Firms can request to redact proprietary information from their material contracts under the Freedom of Information Act (FOIA). Such redactions reveal a manager's decision to withhold information mainly due to proprietary cost concerns. This study investigates whether firms take action when a competitor withholds proprietary information from material contracts. I hypothesize that firms gain additional knowledge about growth opportunities and perceive signals about future competitiveness from a rival's redactions. I find that firms respond with increased investments. More specifically, firms' capital investments and R&D investments increase after observing redactions from a rival's investment-related contracts and R&D/License/Collaboration agreements. The spillover effect is stronger for firms that operate in more competitive industries, when their product markets are less stable, and when a similar-sized competitor redacts proprietary information. Overall, my evidence supports that externalities exist when firms withhold information, and such externalities stem from the information conveyed by withholding behavior itself.
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    Investment Opportunities, Market Feedback, and Voluntary Disclosure: Evidence from the Shale Oil Revolution
    ( 2020-08-14) Fox, Zackery ; Kim, Jaewoo ; Schonberger, Bryce
    Recent theories posit that investment opportunities encourage managers to provide voluntary disclosures to elicit informational feedback from stock prices to improve investment decisions, even as doing so encourages informed trading and worsens adverse selection among investors. We test this prediction in a difference-in-differences framework using the shale oil revolution in the early 2010s as an exogenous shock to investment opportunities for oil and gas ("O&G") firms. During this period, we find that O&G firms increased capex forecasts and decreased earnings forecasts relative to non-O&G firms and that these effects are concentrated among O&G firms with more informed trading and relatively poorer managerial information. We also find that O&G firms that shifted from earnings forecasts to capex forecasts display both an increase in investment-q sensitivity and a decrease in stock liquidity during the shale oil revolution. Taken together, these results suggest that managers adjust their portfolio of voluntary disclosures to facilitate managerial learning from stock prices to exploit investment opportunities, despite worsening adverse selection costs.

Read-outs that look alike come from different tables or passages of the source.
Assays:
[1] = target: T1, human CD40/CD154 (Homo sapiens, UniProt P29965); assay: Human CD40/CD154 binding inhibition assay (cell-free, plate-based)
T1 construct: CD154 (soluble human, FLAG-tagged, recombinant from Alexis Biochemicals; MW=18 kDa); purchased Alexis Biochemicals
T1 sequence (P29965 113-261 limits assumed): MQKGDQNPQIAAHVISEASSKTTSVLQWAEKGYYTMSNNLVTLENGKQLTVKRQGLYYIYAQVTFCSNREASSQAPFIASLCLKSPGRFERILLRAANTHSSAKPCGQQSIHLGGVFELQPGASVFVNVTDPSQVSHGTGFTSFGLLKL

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    Unraveling Exchange Rate Exposure
    ( 2020-08-14) Pinto, Jedson
    Theoretical models predict substantial firm value exposure to exchange rate movements. However, empirical papers find little to no exchange rate exposure. This paper examines whether the quality of segment reporting is a key driver of such (puzzling) low exchange rate exposure. Using the adoption of SFAS 131 as a quasi-natural experiment, I find that firms that are forced to disclose disaggregated business segment reports exhibit a significant change in their exchange rate exposure. The uncovered exposure is on average negative and economically significant. Post-SFAS 131, analysts better incorporate past currency news onto their forecasts and affected firms increase financial hedging, suggesting that disclosure has real effects.